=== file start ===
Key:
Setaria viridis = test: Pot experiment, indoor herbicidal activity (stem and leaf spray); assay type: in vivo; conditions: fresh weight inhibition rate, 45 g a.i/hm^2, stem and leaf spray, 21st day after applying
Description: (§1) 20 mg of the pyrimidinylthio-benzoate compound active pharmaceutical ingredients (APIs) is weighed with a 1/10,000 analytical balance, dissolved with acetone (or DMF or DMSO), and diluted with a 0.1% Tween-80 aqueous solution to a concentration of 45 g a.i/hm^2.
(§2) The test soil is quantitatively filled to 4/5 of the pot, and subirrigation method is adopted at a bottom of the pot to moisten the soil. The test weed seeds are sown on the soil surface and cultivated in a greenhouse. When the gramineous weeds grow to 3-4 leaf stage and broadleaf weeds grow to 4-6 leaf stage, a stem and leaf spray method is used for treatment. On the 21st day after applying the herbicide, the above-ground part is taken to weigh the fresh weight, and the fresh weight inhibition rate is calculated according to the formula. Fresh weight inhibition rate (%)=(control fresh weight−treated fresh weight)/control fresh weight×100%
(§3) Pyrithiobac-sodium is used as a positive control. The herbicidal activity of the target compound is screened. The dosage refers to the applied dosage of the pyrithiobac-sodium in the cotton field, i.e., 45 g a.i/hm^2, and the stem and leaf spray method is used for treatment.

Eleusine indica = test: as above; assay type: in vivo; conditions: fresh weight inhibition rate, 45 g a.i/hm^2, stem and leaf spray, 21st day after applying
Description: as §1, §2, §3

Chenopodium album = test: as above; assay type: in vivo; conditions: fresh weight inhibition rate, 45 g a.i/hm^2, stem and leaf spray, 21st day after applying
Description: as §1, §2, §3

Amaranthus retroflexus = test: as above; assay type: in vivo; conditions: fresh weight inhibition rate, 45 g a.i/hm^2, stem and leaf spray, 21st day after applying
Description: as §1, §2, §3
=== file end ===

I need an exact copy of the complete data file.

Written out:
Key:
Setaria viridis = test: Pot experiment, indoor herbicidal activity (stem and leaf spray); assay type: in vivo; conditions: fresh weight inhibition rate, 45 g a.i/hm^2, stem and leaf spray, 21st day after applying
Description: (§1) 20 mg of the pyrimidinylthio-benzoate compound active pharmaceutical ingredients (APIs) is weighed with a 1/10,000 analytical balance, dissolved with acetone (or DMF or DMSO), and diluted with a 0.1% Tween-80 aqueous solution to a concentration of 45 g a.i/hm^2.
(§2) The test soil is quantitatively filled to 4/5 of the pot, and subirrigation method is adopted at a bottom of the pot to moisten the soil. The test weed seeds are sown on the soil surface and cultivated in a greenhouse. When the gramineous weeds grow to 3-4 leaf stage and broadleaf weeds grow to 4-6 leaf stage, a stem and leaf spray method is used for treatment. On the 21st day after applying the herbicide, the above-ground part is taken to weigh the fresh weight, and the fresh weight inhibition rate is calculated according to the formula. Fresh weight inhibition rate (%)=(control fresh weight−treated fresh weight)/control fresh weight×100%
(§3) Pyrithiobac-sodium is used as a positive control. The herbicidal activity of the target compound is screened. The dosage refers to the applied dosage of the pyrithiobac-sodium in the cotton field, i.e., 45 g a.i/hm^2, and the stem and leaf spray method is used for treatment.

Eleusine indica = test: as above; assay type: in vivo; conditions: fresh weight inhibition rate, 45 g a.i/hm^2, stem and leaf spray, 21st day after applying
Description: as §1, §2, §3

Chenopodium album = test: as above; assay type: in vivo; conditions: fresh weight inhibition rate, 45 g a.i/hm^2, stem and leaf spray, 21st day after applying
Description: as §1, §2, §3

Amaranthus retroflexus = test: as above; assay type: in vivo; conditions: fresh weight inhibition rate, 45 g a.i/hm^2, stem and leaf spray, 21st day after applying
Description: as §1, §2, §3